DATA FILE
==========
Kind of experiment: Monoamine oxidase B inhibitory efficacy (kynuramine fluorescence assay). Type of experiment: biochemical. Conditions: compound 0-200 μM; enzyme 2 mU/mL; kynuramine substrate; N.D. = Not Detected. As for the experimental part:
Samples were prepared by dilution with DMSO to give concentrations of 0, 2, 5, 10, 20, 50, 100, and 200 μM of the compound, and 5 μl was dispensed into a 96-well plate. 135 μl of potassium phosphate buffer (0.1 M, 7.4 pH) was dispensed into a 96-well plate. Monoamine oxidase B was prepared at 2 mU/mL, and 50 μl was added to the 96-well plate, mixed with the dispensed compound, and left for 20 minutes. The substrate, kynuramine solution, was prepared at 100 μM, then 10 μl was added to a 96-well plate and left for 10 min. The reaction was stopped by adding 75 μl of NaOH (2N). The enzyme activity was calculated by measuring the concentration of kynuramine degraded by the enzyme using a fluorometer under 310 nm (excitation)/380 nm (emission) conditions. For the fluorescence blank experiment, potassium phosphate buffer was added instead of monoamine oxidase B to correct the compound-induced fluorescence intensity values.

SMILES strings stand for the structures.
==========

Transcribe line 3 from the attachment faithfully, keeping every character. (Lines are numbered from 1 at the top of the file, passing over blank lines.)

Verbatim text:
SMILES strings stand for the structures.